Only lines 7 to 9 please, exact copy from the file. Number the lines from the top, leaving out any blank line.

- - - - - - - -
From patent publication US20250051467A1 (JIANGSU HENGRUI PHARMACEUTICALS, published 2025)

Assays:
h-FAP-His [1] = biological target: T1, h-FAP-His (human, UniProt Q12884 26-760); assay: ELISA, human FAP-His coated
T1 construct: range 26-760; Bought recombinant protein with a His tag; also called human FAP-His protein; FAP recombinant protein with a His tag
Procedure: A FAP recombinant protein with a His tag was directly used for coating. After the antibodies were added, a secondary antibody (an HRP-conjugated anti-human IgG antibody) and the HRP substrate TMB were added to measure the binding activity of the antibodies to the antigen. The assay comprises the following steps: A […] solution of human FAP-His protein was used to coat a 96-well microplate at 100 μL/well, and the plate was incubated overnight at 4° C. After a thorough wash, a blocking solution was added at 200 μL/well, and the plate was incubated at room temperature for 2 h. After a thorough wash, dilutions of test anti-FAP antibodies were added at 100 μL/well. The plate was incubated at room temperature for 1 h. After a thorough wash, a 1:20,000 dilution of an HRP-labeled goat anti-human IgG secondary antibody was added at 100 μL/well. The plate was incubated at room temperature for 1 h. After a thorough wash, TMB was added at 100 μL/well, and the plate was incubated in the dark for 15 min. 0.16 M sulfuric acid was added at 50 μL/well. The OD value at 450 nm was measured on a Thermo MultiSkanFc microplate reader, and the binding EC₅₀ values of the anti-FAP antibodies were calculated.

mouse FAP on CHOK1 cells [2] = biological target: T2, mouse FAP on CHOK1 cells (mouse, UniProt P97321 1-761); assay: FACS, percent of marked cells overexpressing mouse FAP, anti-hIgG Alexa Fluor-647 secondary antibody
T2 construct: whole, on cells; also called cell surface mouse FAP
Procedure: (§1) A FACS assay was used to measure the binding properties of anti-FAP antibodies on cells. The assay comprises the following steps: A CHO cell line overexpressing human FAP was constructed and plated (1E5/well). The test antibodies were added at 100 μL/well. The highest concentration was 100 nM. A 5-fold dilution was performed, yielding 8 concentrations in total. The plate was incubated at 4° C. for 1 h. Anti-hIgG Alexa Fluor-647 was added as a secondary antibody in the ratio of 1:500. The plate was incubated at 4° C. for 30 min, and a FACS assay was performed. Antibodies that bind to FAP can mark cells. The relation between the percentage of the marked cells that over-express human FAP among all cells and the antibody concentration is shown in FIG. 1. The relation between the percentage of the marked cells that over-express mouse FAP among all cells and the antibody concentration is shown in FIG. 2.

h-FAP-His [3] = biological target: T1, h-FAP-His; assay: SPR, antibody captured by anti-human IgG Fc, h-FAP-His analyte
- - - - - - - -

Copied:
T2 construct: whole, on cells; also called cell surface mouse FAP
Procedure: (§1) A FACS assay was used to measure the binding properties of anti-FAP antibodies on cells. The assay comprises the following steps: A CHO cell line overexpressing human FAP was constructed and plated (1E5/well). The test antibodies were added at 100 μL/well. The highest concentration was 100 nM. A 5-fold dilution was performed, yielding 8 concentrations in total. The plate was incubated at 4° C. for 1 h. Anti-hIgG Alexa Fluor-647 was added as a secondary antibody in the ratio of 1:500. The plate was incubated at 4° C. for 30 min, and a FACS assay was performed. Antibodies that bind to FAP can mark cells. The relation between the percentage of the marked cells that over-express human FAP among all cells and the antibody concentration is shown in FIG. 1. The relation between the percentage of the marked cells that over-express mouse FAP among all cells and the antibody concentration is shown in FIG. 2.

h-FAP-His [3] = biological target: T1, h-FAP-His; assay: SPR, antibody captured by anti-human IgG Fc, h-FAP-His analyte